Why him? Wife of slain Korean trader Jee Ick-Joo still asks | Inquirer News

Why him? Wife of slain Korean trader Jee Ick-Joo still asks

/ 07:22 AM November 27, 2017
Choi Kyung Jin

Choi Kyung Jin INQUIRER PHOTO / GRIG C. MONTEGRANDE

A year after her husband, South Korean businessman Jee Ick-joo, was killed by police in President Duterte’s war on drugs, Choi Kyung-jin’s question remains unanswered: “Why my husband?”

“I’m requesting the Philippine government to tell me why my husband and who did this to him,” Choi told Inquirer.net through an interpreter on Tuesday.

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Choi said life for her had become “really hard” as she pressed for justice against the police officers accused of killing her husband.

“Right after the incident, I sent my daughter back to Korea. She is currently a senior high [school student] and is preparing for college,” Choi said, adding she was sad that she couldn’t be there for her as she prepared for graduation.

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Tears rolling down her face, Choi declared that she still found it hard to believe that her husband was already dead.

Abducted and killed

Jee and the family maid were taken by police from their home in Pampanga last year in the guise of a drug raid.

The maid was released later but Jee was taken to the Philippine National Police headquarters in Camp Crame, Quezon City, where he was strangled inside his own vehicle.

The policemen had his body cremated and the ashes flushed down a toilet at a funeral home in Caloocan City.

Choi complained, angering President Duterte, who dismantled the police force battling narcotics and handed the job to the Philippine Drug Enforcement Agency.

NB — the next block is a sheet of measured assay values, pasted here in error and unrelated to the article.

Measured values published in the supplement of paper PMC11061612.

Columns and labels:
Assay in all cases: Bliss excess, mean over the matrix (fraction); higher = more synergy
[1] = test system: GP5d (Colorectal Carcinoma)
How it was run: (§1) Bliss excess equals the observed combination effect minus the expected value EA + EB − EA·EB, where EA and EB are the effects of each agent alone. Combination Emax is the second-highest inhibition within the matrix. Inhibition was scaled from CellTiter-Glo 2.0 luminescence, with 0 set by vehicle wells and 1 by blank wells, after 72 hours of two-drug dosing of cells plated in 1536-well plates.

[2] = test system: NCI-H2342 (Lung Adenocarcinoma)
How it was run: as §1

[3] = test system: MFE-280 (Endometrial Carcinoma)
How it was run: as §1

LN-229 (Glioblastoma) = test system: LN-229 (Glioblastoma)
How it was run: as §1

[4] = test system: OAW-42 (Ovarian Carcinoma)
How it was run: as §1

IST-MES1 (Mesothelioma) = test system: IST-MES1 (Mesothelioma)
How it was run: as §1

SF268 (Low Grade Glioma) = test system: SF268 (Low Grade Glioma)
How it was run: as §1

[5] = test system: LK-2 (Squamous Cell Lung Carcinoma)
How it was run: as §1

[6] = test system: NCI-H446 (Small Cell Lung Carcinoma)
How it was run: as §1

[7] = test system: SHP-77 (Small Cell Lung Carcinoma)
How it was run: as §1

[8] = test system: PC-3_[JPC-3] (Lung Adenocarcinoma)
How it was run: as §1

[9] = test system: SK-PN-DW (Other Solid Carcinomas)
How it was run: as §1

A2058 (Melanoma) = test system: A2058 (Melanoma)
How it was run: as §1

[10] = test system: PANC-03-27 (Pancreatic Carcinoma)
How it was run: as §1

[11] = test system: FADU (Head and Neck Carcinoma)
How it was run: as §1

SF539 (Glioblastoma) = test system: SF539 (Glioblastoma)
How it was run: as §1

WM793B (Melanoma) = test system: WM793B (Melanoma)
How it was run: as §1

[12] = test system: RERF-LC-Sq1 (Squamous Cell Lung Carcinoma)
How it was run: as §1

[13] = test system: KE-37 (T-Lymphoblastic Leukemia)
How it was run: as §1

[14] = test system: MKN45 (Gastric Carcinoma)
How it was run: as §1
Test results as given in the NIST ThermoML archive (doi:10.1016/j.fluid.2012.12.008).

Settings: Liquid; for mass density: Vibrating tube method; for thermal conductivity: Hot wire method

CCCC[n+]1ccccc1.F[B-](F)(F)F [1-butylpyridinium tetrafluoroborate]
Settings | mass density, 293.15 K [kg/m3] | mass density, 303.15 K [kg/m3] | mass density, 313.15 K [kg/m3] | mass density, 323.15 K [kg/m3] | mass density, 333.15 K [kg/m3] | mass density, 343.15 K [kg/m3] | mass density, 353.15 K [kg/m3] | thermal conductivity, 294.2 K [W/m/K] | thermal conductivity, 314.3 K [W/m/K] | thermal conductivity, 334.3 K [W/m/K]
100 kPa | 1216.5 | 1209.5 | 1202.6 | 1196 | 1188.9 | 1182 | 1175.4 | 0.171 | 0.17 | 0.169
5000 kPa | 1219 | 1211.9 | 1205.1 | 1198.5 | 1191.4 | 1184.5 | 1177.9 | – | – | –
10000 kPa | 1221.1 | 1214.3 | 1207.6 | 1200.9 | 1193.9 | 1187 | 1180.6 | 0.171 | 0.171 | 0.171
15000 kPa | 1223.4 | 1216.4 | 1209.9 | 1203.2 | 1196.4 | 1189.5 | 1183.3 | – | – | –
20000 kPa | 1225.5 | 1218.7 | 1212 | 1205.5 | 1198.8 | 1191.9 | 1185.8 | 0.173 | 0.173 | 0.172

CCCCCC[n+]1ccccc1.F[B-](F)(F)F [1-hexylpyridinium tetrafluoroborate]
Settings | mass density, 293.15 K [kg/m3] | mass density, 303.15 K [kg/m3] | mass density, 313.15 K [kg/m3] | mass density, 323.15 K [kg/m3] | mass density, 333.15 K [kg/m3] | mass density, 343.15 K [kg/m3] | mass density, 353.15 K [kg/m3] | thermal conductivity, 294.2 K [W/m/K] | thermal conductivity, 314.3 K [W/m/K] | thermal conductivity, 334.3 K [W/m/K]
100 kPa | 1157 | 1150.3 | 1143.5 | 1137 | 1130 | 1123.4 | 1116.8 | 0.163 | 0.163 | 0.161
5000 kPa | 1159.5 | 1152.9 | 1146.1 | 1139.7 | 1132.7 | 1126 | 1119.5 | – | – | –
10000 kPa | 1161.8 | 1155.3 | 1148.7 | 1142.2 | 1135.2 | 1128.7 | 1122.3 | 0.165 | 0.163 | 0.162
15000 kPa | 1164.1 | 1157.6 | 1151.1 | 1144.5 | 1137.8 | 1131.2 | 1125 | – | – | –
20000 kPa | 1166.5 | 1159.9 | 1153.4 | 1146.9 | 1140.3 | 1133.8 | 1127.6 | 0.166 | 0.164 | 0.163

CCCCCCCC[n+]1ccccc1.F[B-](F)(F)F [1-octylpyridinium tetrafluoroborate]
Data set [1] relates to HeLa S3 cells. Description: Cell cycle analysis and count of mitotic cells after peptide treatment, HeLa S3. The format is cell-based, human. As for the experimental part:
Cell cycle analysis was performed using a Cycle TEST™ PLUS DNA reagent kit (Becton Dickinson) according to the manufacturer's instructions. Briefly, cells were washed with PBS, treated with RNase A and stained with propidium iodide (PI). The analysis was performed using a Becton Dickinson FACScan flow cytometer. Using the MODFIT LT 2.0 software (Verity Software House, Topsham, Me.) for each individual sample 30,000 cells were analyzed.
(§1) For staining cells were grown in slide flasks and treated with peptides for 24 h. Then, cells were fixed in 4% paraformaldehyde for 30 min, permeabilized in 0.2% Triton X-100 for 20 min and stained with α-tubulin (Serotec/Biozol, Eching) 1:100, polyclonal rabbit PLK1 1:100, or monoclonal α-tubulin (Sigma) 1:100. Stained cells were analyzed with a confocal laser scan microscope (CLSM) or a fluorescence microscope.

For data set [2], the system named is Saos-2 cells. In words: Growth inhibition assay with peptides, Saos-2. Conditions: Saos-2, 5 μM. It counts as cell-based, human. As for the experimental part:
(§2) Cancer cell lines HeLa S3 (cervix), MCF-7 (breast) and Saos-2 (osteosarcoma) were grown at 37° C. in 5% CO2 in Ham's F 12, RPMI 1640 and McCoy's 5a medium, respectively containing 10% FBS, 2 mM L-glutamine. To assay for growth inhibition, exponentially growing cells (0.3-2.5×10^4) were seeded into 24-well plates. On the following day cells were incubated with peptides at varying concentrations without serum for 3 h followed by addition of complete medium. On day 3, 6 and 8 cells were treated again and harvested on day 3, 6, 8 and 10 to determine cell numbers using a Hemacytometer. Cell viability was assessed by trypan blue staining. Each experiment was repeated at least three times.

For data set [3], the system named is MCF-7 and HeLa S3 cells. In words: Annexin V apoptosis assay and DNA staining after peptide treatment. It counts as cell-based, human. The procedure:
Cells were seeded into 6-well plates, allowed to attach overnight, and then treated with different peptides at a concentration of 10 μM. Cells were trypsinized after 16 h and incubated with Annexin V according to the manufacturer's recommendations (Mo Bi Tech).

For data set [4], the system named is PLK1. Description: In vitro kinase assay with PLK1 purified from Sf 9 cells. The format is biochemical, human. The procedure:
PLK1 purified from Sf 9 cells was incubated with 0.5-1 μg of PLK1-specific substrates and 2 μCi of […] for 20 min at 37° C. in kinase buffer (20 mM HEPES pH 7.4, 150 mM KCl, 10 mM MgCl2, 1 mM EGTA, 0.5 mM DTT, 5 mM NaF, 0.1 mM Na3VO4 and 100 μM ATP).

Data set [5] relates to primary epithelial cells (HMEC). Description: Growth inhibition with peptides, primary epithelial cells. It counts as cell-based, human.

The President gave the job back to the PNP later, after an alleged resurgence of the illegal drugs trade.

Alleged killers charged

Kidnapping for ransom and homicide charges for the abduction and killing of Jee have been brought against Supt. Rafael Dumlao III, former chief of the PNP Anti-Illegal Drugs Group; Jerry Omlang, a National Bureau of Investigation errand boy who surrendered and confessed to participation in the crime; SPO2 Ricky Sta. Isabel; and SPO4 Roy Villegas. Gerardo Santiago, owner of Gream Funeral Homes, has been charged as an accessory to the crime.

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During the hearing at the Pampanga Regional Trial Court on Tuesday, Department of Justice (DOJ) prosecutors asked the court to discharge Villegas from the case, as he had agreed to serve as state witness.

The prosecutors told the court that Villegas’ testimony was necessary to prove the participation of Dumlao in the crime. Dumlao had asked the court to allow him bail.

Villegas, the prosecutors said, is a witness to the abduction, killing and taking of Jee’s body to the funeral home in Caloocan.

They said Villegas had submitted an affidavit detailing how Jee was abducted and killed and Dumlao’s participation.

Choi said South Korean President Moon Jae-in was aware of her husband’s death and that Seoul was monitoring the progress of the case in court.

She said she met Moon at his meeting with the South Korean community after the recent Association of Southeast Asian Nations Summit in Manila.

Moon also met with the DOJ prosecutors for a discussion of the case, Choi said.

“He is monitoring the progress of the case,” she added.

Staying to the end

Choi said it had become difficult for her to live in the Philippines without her family but she had decided to stay until the conclusion of the case.

“Despite all those troubles and worries, I am here waiting for justice to be served,” she said.

“Seeing the faces of the cops and the criminals is really a painful and distressing thing for me, but thinking of my husband, I am just enduring it all. I consistently go to the hearings so that they can see that I am really determined and for the judge to make a final decision and ruling,” she said.

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TAGS: Choi Kyung-jin, Gerardo Santiago, Jee Ick-joo, Jerry Omlang, kidnap for ransom, Rafael Dumlao III, Ricky Sta. Isabel, rogue cops, Roy Villegas
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